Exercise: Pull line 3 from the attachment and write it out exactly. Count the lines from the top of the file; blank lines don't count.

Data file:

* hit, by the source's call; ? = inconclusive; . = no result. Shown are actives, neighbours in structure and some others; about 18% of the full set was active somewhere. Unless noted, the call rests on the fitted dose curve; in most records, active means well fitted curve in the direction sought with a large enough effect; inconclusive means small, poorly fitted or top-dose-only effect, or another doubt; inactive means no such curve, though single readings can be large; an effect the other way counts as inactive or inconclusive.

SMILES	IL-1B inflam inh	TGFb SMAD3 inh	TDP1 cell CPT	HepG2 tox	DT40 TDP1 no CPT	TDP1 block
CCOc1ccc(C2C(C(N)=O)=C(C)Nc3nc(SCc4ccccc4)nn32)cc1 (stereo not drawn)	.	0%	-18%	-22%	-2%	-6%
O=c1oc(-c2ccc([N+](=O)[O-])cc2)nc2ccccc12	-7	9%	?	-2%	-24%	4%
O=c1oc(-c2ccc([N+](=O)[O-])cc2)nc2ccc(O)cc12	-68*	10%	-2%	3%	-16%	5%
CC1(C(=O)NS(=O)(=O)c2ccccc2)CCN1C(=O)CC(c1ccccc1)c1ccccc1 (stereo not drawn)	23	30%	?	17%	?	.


CCOc1ccc(C2C(C(N)=O)=C(C)Nc3nc(SCc4ccccc4)nn32)cc1 (stereo not drawn)	.	0%	-18%	-22%	-2%	-6%